Charities defeat nephew's claim of deathbed gift

Thursday, 11 June 2015

A group of animal charities have asserted their right to a share of June Fairbrother's GBP350,000 home, which she left to them in her will.

Mrs Fairbrother, a retired police officer, was an animal lover who kept several pets and helped several animal charities with their work. In 1998 she had executed a will leaving modest legacies to various members of her family and naming seven animal charities as the residuary beneficiaries.

However, by the time of her death in April 2011, many things had changed. In 2007, her nephew Kenneth King, a former builder went to live with her in her house in Harpenden, Hertfordshire. By this time she had become frail, and the arrangement was that King would care for her and get free board and lodging.

King later claimed that, during this period, Mrs Fairbrother had promised him the house would be his after her death, even handing him the deeds to the property. She also wrote and signed a note stating that in the event of her death she left her house and her property to the claimant 'in the hope that he will care for my animals until their death'. This note was witnessed and signed by one of her friends. Two months before her death, she signed a will that King presented to her, having downloaded the form of words from the internet. The will is in a fairly standard form, but no-one witnessed her sign it.

Thus none of the documents she signed in the months before her death complied with the requirements of the Wills Act. The charitable beneficiaries of the will therefore expected to receive their legacies.

King applied for a court declaration that his aunt had already made him a gift of the house in anticipation of her death – a donatio mortis causa or DMC. The charities resisted this application. However, in July 2014, Charles Hollander sitting as a deputy High Court judge found in favour of King. Even though he regarded King's evidence of his conversations with Mrs Fairbrother with 'circumspection' he was persuaded by the physical evidence – the note, the invalid will, and the handing over of the deeds – that the gift had been genuine: Mrs Fairbrother had had capacity to make it and had not revoked it. Accordingly it took effect on her death.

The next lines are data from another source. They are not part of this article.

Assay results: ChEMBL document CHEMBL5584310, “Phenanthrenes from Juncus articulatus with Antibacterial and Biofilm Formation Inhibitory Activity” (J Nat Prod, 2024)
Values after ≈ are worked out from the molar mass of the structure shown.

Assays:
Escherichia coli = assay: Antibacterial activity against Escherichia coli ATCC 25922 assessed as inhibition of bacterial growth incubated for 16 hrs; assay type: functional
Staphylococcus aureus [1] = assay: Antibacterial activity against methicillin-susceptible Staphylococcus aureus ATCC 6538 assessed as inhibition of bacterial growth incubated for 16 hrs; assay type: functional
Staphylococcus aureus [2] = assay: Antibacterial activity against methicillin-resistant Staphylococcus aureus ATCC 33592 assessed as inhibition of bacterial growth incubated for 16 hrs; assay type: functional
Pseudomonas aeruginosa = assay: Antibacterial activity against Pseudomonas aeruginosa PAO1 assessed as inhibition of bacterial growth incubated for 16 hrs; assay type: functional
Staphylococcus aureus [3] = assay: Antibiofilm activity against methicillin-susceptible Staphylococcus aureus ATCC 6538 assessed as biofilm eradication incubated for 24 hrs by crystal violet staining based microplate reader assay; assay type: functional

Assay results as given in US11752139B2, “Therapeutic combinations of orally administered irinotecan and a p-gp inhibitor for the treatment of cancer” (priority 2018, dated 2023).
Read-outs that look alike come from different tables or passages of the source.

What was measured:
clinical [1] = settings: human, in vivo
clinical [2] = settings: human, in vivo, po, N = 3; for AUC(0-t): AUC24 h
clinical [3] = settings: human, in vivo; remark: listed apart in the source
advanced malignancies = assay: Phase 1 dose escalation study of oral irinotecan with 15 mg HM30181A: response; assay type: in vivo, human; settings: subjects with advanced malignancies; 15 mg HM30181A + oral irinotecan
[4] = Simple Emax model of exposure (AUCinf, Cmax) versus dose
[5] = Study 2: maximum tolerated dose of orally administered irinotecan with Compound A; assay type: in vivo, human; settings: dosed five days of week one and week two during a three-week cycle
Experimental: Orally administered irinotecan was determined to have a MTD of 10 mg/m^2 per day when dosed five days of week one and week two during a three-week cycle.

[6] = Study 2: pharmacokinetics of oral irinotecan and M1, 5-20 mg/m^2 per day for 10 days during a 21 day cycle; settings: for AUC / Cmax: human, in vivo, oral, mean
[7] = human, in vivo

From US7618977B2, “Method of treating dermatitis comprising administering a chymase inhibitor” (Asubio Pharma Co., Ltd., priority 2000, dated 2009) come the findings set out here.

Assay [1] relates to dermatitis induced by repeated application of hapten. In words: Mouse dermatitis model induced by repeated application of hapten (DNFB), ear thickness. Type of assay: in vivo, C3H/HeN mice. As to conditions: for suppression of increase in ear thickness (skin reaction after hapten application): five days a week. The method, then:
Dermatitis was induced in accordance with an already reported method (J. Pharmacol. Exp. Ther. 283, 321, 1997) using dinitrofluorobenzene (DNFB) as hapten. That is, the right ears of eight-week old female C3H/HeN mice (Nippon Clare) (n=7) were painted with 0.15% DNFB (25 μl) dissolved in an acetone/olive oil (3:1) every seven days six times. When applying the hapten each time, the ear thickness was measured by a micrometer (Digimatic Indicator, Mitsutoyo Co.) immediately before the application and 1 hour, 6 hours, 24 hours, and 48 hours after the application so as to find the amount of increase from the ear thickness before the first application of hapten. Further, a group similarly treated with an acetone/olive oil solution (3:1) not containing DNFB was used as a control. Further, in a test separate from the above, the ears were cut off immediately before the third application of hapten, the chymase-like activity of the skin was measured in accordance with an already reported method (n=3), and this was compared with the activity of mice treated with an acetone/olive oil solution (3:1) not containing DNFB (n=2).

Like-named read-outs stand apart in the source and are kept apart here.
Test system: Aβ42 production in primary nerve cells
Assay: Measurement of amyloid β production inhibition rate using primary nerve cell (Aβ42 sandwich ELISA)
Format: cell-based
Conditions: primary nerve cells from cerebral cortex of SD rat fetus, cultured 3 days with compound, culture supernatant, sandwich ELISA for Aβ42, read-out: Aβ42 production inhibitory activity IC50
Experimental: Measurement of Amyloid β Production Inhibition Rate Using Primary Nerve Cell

The aggrieved charities appealed on the grounds that the judge should not have accepted King's account of Mrs Fairbrother's actions, or if he did then her actions did not amount to a DMC. They also submitted that she did not have capacity to make the DMC; or if she did, then she had revoked it by her subsequent (though ineffective) will-making.

The legal arguments heard by the Court of Appeal of England and Wales were necessarily detailed and technical, not least because the DMC doctrine is itself anomalous and unclear. As Mr Justice Jackson put it when giving judgment, the doctrine 'paves the way for all of the abuses which [statute law is] intended to prevent[...] I must confess to some mystification as to why the common law has adopted the doctrine of DMC at all[...] it serves little useful purpose today, save possibly as a means of validating death bed gifts [and] even then considerable caution is required'.

In the event, Jackson and his colleagues decided that Mrs Fairbrother was not in fact contemplating her impending death when she had the most crucial conversation with King. Even though she was 81 and frail, she was not suffering from any specific illness. Accordingly one of the conditions of the validity of a DMC was not met. If she had wanted to alter the disposition of property on her death, said Jackson, she could have gone to her solicitors and made a new will.

'If the DMC claim is upheld, the effect will be that June's will is largely superseded and the bulk of her estate will pass to the claimant, who is not even named as a beneficiary in the will', commented Jackson. 'This would bypass all of the safeguards provided by the Wills Act and the Law of Property Act.'

He said, therefore that the charities' appeal must succeed on that ground alone – even though this contravened a recent decision in another DMC case, Vallee v Birchwood. He thus declared that Vallee was wrongly decided.

Moreover, Jackson ruled that Mrs Fairbrother could not have made a DMC gift of the house, because she later attempted to make a will that disposed of it.

The appeal court thus reversed Hollander's decision in the High Court and nullified the alleged DMC gift. The charities will now receive much of the legacies they had expected. However, King also made a claim for reasonable financial provision under the 1975 Inheritance (Provision For Family And Dependants) Act, which was allowed. He will accordingly receive GBP75,000 from Mrs Fairbrother's estate (King v The Chiltern Dog Rescue & Anor, 2015 EWCA Civ 581).

Law firm Wilsons acted for two of the charities, Redwings Horse Sanctuary and Chiltern Dog Rescue. 'If the High Court decision had been upheld it would have set a dangerous precedent, undermining the legal sanctity of a properly executed will', commented Charlotte Watts TEP, a partner at Wilsons. 'It could have also potentially opened the floodgates to friends or relatives making spurious claims about what an ill or elderly person may have gifted to them in their last few months, circumventing what they had carefully set down in their will during their lifetime.'



The content displayed here is subject to our disclaimer. Read more